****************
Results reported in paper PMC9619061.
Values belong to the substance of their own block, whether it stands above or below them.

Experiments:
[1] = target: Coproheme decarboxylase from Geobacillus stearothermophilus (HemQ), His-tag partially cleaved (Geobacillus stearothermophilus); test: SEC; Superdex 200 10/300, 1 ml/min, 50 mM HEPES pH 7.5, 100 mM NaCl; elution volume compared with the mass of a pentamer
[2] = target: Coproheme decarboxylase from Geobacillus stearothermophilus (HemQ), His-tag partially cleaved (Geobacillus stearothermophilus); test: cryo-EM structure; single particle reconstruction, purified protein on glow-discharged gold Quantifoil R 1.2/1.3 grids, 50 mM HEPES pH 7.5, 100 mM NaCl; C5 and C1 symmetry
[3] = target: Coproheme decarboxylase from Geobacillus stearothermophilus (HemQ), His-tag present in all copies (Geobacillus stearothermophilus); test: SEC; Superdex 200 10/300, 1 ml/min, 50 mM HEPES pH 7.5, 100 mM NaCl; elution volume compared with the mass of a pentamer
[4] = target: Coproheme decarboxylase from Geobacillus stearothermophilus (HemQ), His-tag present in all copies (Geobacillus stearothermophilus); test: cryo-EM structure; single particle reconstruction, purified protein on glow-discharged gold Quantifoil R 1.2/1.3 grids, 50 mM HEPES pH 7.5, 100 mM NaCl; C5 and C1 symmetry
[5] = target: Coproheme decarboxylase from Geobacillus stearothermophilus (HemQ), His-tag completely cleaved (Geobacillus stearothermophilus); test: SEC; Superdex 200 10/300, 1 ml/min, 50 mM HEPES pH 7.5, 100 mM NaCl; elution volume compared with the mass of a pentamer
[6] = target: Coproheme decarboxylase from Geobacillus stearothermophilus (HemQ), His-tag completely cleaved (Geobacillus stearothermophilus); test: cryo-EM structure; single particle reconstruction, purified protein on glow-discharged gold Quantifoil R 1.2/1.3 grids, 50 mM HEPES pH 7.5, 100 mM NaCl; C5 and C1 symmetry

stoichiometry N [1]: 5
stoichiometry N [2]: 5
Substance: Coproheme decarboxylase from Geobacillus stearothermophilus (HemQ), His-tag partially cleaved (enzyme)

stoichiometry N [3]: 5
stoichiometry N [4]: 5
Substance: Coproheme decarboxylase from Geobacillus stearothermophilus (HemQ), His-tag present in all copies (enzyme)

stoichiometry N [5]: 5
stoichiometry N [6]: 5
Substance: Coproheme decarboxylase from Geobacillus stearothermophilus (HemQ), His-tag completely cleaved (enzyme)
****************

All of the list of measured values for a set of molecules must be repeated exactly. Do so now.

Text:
Results reported in paper PMC9619061.
Values belong to the substance of their own block, whether it stands above or below them.

Experiments:
[1] = target: Coproheme decarboxylase from Geobacillus stearothermophilus (HemQ), His-tag partially cleaved (Geobacillus stearothermophilus); test: SEC; Superdex 200 10/300, 1 ml/min, 50 mM HEPES pH 7.5, 100 mM NaCl; elution volume compared with the mass of a pentamer
[2] = target: Coproheme decarboxylase from Geobacillus stearothermophilus (HemQ), His-tag partially cleaved (Geobacillus stearothermophilus); test: cryo-EM structure; single particle reconstruction, purified protein on glow-discharged gold Quantifoil R 1.2/1.3 grids, 50 mM HEPES pH 7.5, 100 mM NaCl; C5 and C1 symmetry
[3] = target: Coproheme decarboxylase from Geobacillus stearothermophilus (HemQ), His-tag present in all copies (Geobacillus stearothermophilus); test: SEC; Superdex 200 10/300, 1 ml/min, 50 mM HEPES pH 7.5, 100 mM NaCl; elution volume compared with the mass of a pentamer
[4] = target: Coproheme decarboxylase from Geobacillus stearothermophilus (HemQ), His-tag present in all copies (Geobacillus stearothermophilus); test: cryo-EM structure; single particle reconstruction, purified protein on glow-discharged gold Quantifoil R 1.2/1.3 grids, 50 mM HEPES pH 7.5, 100 mM NaCl; C5 and C1 symmetry
[5] = target: Coproheme decarboxylase from Geobacillus stearothermophilus (HemQ), His-tag completely cleaved (Geobacillus stearothermophilus); test: SEC; Superdex 200 10/300, 1 ml/min, 50 mM HEPES pH 7.5, 100 mM NaCl; elution volume compared with the mass of a pentamer
[6] = target: Coproheme decarboxylase from Geobacillus stearothermophilus (HemQ), His-tag completely cleaved (Geobacillus stearothermophilus); test: cryo-EM structure; single particle reconstruction, purified protein on glow-discharged gold Quantifoil R 1.2/1.3 grids, 50 mM HEPES pH 7.5, 100 mM NaCl; C5 and C1 symmetry

stoichiometry N [1]: 5
stoichiometry N [2]: 5
Substance: Coproheme decarboxylase from Geobacillus stearothermophilus (HemQ), His-tag partially cleaved (enzyme)

stoichiometry N [3]: 5
stoichiometry N [4]: 5
Substance: Coproheme decarboxylase from Geobacillus stearothermophilus (HemQ), His-tag present in all copies (enzyme)

stoichiometry N [5]: 5
stoichiometry N [6]: 5
Substance: Coproheme decarboxylase from Geobacillus stearothermophilus (HemQ), His-tag completely cleaved (enzyme)